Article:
The Alchemy of Law Practice


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Whether you realize it or not, the legal profession is plagued by fear.

Think about it—our clients are scared. Your area of practice doesn’t matter.  All of our clients are scared of something, or they wouldn’t be talking to a lawyer. They are scared to lose what they have, failure, judgment and to be seen as ignorant.

And truthfully, most of us share those same fears.

We are scared of not being good enough, smart enough, fast enough. We’re scared to lose what we have, failure, judgment and feeling ignorant. Unlike our clients, it’s our job to take on the fears of others, so we carry an ever-increasing load of fear. The more “successful” we are, the more clients we have, the more fears we carry. It can be very difficult.

Except when it’s not. Carrying these fears is not difficult when we are in the flow of our magic as lawyers. When we’re in that magic, being a lawyer is easy. The trick is being able to enter that state consciously in our day-to-day professional life.  Here’s how:

  1. Identify the fears
  2. Accept the fears
  3. Move into the fears
  4. Move past the fears

Identify the fears

We are taught to “issue spot” in law school. In law practice we need to “fear spot” because when we can identify the fears of our clients, we have identified the projects or areas in which we can help our clients. Our job is to identify and remove the fear. We may not be able to change the result, but we CAN remove the fear. Once the fear is identified, we move to the next step, acceptance.

Accept the fear

Fear is a part of life, but none of us like to admit we’re scared. The magic of law practice happens when we identify our client’s fear and help them accept the situation so that we can help them progress. It’s as simple as giving your client permission to be scared. Some of our client’s situations are very scary. Letting them know they are not the first person to face this, and that even if the issue is life-changing, they will be able to face it. This is alchemy. It’s changing something from a crude state into a refined state. You’ve seen this happen in a change of body language from slumped to straight. You’ve seen it in a change in the eyes from dull to bright. You’ve heard it in the tone of voice. You’re very good at it – even if you’ve never realized it in yourself before. Simply giving your client permission to admit they’re scared is an immense power possessed by attorneys. It’s sad we don’t use it more often.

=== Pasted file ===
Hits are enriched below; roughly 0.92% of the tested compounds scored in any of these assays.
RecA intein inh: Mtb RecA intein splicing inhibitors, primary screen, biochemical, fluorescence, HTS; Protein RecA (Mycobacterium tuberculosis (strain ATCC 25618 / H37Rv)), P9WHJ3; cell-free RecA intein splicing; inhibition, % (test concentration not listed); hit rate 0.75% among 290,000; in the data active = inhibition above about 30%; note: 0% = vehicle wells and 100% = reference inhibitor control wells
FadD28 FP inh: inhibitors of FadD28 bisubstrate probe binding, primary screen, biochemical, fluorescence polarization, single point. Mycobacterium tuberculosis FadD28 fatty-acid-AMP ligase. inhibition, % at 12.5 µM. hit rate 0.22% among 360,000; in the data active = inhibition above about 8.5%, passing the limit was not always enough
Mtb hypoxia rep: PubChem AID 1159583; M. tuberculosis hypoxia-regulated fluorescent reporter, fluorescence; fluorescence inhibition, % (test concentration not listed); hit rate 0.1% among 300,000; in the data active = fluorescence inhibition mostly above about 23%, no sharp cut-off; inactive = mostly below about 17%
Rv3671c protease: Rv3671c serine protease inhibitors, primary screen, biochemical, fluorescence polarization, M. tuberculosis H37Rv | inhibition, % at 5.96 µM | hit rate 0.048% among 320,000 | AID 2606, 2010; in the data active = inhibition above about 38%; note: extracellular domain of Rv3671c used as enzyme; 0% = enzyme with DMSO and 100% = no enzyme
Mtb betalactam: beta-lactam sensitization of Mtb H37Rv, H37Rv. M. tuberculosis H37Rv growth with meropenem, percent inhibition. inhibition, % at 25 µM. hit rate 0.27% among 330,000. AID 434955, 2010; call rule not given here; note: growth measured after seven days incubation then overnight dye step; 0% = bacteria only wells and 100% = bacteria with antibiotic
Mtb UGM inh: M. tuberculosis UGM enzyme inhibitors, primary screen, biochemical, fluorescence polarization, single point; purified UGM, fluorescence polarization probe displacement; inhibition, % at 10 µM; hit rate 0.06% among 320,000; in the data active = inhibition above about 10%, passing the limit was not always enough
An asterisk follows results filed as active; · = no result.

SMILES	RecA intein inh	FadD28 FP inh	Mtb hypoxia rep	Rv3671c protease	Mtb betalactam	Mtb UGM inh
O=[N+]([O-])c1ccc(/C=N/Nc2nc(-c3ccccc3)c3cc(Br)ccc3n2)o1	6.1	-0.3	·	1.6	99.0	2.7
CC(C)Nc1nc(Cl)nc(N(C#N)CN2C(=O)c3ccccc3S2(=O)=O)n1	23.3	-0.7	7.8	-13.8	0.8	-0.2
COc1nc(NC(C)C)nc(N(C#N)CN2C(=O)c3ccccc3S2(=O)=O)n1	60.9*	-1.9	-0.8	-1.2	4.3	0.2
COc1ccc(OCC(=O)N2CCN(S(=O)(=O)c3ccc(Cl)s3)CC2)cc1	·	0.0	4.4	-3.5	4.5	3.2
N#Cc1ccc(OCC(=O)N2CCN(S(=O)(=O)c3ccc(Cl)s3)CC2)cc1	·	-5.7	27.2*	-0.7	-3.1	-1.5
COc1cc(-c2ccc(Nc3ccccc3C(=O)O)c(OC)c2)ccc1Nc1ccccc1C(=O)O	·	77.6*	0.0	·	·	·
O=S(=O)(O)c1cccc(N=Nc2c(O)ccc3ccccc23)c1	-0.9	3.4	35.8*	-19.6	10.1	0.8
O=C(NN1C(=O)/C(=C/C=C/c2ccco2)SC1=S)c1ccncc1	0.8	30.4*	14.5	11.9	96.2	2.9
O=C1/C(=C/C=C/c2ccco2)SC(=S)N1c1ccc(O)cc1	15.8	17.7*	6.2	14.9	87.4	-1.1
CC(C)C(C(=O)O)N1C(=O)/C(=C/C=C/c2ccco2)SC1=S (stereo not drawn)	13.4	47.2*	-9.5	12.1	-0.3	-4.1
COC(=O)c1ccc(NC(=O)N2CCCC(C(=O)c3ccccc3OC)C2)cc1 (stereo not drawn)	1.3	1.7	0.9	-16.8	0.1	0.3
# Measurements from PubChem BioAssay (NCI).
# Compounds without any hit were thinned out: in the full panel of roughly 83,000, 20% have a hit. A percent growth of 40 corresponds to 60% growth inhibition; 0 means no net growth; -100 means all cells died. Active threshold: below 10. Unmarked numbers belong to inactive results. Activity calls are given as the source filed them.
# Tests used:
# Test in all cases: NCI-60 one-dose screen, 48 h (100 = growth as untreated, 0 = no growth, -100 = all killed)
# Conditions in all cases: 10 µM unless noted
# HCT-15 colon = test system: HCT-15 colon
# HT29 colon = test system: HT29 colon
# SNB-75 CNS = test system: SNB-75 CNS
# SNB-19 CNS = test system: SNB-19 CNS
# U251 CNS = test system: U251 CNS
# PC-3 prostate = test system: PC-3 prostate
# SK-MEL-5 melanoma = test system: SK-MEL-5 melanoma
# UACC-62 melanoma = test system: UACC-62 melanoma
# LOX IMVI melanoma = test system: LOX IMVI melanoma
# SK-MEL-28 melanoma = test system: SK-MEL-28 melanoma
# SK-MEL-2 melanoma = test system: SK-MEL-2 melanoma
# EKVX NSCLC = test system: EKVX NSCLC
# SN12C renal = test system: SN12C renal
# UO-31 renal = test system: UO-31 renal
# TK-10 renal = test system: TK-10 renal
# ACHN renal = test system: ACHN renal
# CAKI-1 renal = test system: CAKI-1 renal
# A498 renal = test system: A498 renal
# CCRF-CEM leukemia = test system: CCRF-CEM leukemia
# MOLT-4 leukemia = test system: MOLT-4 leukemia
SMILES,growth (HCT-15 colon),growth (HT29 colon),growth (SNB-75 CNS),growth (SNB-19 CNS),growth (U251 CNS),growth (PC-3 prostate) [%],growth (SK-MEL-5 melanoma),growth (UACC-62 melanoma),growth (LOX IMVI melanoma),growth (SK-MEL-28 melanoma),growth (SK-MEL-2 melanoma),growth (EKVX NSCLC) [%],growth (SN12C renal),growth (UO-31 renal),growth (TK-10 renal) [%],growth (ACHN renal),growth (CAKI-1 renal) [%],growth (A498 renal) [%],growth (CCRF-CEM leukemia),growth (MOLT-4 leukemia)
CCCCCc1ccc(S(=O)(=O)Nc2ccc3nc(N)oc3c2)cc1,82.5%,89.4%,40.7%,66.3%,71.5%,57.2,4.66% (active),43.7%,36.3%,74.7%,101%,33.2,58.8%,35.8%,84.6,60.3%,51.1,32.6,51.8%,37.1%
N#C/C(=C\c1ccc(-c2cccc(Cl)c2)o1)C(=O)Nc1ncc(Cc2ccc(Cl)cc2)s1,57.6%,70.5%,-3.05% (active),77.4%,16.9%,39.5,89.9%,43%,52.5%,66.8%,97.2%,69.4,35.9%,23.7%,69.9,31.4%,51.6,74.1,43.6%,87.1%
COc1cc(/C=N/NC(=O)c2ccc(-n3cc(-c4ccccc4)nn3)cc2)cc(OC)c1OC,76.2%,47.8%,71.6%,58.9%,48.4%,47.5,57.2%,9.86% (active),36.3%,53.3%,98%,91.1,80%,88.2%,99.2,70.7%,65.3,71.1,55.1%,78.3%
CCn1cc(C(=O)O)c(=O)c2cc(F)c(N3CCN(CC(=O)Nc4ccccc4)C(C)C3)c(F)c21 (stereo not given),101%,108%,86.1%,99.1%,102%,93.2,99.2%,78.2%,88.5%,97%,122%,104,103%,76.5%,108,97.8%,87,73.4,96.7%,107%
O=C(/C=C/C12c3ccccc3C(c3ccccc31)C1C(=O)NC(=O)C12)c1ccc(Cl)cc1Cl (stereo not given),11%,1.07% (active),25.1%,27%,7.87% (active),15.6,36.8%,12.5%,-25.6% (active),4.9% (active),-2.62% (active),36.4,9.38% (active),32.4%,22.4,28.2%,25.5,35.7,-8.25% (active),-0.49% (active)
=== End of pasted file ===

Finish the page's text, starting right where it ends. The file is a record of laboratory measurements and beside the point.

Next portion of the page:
Moving into the fear

This is what we’re taught to do in law school.  Moving into the fear is issue spotting and putting the plan together. It’s estate planning. It’s business planning. It’s fact-gathering. Fear cowers before a plan.

Moving past the fear

When we implement the plan, we are working to remove the fear. Once we’ve been though something once, our fear usually goes away.  It doesn’t mean that we want to go through the experience again, but we don’t fear the experience with the same intensity we did when the experience was as-yet unknown.

To bring this into practice, focus on the relationships at stake in every situation. When you can put an individual client fear in the context of the relationship the fear effects, then you’re entering the magic of being a lawyer. You’re earning the title “counselor.”

None of us are immune to fear, and as lawyers we share the biggest fear in the world with our clients: facing our fears alone.

Frank Herbert may have said this best in his book Dune:

I must not fear.

Fear is the mind-killer.

Fear is the little-death that brings total obliteration.

I will face my fear.

I will permit it to pass over me and through me.

And when it has gone past I will turn the inner eye to see its path.

Where the fear has gone there will be nothing.

Only I will remain.

Your clients are not alone—they have you.

You are not alone—you have peers.  All you need to do is recognize your own fears and give yourself permission to share those fears with your peers. We all are scared of not being good enough. If you ask, help will be there.


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  • Sean Nichols

    Sometimes lawyers forget how scary the legal world can be to non-lawyers. It happens in all professions, but the ability of courts to render a judgment against someone – compel someone – makes it especially intimidating for non-lawyers.

  • Great post. I could definitely identify with the subject of fear, having just set up a law practice with a colleague of mine. Luckily, I’ve found that the legal community, both on-line and corporeal, are great sources of help and encouragement.

  • Dorothy Gause

    I agree with Alex: we spend so much of our time telling people how good and competent we are (and we are) that it feels like a big “secret” to feel anxiety or self-doubt. I find that talking with other lawyers about my anxiety really helps relieve it. (How ironic).

  • Exactly Dorothy. Everybody faces uncertainty right off the bat. The unknown is always scary.